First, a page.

Labor Insight from Burning Glass indicates that the job outlook for university administrators is projected to grow 10% in the next 10 years, much faster than the national average.

Whether looking toward a career in postsecondary education administration, education-affiliated nonprofits, or higher education linked businesses and organizations, people with advanced training develop the leadership skills needed to thrive. Here are just some of the careers that open up to those with a master’s in higher education administration and student affairs:

Job Title Average Base Salary
Chief Academic Officer $179,525
Director of Student Affairs $96,907
Non-Profit Executive Director $179,525
Diversity Manager $126,235
Director of Accreditation $101,338
Training and Development Manager $120,141
Director of Development $100,818
Human Resources Manager $126,235
Director of Alumni Relations $125,778
Education Consultant $63,731
Financial Aid Director $96,907
Administrative Services Manager $100,173
Career Services Director $96,907
Athletic Director $98,420
Admissions Director $96,907
College Advisor $60,507

Chief Academic Officer

The chief academic officer is responsible for understanding the challenges that a university faces and using problem-solving skills to find meaningful solutions, assisting all departmental leaders, and developing sustainable budgets. They are also in charge of the strategy to maintain and improve the educational program and services to ensure the best learning experience for each student.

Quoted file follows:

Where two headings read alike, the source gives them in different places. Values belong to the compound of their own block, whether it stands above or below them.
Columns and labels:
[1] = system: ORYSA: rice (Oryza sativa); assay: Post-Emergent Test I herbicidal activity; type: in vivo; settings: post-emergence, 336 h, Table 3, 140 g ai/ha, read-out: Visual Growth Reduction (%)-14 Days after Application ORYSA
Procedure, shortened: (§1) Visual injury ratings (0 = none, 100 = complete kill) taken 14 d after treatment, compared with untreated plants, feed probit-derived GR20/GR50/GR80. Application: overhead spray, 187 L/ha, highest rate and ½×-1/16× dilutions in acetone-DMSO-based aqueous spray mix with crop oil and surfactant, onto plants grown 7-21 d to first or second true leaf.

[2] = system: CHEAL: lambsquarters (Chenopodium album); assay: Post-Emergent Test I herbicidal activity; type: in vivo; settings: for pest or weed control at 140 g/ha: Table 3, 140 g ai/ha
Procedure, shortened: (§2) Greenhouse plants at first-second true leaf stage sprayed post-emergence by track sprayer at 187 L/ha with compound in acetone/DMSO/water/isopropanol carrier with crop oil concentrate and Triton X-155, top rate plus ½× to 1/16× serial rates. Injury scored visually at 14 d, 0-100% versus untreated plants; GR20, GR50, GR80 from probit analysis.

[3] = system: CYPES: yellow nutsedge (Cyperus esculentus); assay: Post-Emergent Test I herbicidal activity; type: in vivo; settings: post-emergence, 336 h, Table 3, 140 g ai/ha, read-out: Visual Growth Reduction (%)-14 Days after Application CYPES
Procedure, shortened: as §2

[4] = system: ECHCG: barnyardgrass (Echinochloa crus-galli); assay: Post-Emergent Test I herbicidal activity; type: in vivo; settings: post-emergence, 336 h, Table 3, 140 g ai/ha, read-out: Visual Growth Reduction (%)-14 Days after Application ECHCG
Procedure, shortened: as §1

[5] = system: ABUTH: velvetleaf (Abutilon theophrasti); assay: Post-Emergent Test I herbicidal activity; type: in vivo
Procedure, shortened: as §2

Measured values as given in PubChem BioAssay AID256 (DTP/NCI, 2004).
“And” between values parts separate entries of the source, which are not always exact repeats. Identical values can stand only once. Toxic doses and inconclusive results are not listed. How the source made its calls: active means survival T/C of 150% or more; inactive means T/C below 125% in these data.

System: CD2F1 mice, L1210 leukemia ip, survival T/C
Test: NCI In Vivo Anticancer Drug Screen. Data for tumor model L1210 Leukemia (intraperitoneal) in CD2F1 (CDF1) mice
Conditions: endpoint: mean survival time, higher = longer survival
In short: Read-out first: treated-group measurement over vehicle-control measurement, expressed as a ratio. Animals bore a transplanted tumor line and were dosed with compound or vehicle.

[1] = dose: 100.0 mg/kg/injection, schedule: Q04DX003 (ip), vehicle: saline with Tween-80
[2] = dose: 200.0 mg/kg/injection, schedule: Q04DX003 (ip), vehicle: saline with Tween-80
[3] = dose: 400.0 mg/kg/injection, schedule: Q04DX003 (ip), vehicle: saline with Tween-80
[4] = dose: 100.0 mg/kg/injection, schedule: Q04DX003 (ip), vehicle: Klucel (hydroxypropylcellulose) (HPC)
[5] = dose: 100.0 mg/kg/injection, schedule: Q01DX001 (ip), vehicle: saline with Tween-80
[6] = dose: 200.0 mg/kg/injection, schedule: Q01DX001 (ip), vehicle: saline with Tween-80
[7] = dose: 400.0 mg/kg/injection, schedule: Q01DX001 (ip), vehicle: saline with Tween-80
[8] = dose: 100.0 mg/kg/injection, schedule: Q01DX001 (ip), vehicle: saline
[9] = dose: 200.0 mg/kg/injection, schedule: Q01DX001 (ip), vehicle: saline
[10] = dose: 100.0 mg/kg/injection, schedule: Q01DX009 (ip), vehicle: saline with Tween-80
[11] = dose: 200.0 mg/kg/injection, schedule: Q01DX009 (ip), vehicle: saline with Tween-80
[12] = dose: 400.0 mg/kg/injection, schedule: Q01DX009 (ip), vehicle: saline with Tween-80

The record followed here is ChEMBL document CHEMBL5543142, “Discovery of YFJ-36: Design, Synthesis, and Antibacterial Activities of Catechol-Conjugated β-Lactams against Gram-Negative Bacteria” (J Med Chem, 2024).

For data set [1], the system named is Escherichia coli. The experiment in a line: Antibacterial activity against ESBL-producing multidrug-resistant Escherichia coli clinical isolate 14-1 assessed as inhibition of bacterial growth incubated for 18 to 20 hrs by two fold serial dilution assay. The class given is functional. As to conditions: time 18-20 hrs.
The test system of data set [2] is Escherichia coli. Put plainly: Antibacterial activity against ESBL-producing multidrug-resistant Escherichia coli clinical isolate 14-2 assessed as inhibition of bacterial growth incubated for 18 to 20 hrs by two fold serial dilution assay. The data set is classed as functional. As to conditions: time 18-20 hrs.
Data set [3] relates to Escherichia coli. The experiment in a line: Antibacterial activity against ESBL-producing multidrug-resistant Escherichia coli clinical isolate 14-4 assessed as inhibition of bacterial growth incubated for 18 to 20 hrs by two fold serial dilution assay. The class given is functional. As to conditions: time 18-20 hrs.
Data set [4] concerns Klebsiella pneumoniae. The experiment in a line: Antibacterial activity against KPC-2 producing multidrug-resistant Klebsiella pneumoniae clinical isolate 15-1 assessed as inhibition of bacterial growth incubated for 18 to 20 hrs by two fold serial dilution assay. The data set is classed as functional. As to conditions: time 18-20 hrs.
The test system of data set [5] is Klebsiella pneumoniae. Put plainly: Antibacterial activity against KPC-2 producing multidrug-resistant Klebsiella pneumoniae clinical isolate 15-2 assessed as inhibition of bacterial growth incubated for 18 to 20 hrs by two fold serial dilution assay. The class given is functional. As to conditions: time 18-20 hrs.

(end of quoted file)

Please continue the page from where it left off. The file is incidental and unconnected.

Director of Student Affairs

Also known as the Dean of Students, this role requires a deep understanding of policy development, program design, and problem-solving skills. Primary duties of a director of student affairs include working collaboratively with other administrators and faculty to create cohesive academic and social programs for the student body, assisting in the admissions process, and developing university policies and procedures.

Non-Profit Executive Director

A chief executive officer (CEO) of a non-profit organization is responsible for overseeing the financial operations, planning a schedule of activities that align with the organization’s mission, and assembling a team of employees and volunteers who understand why the organization exists.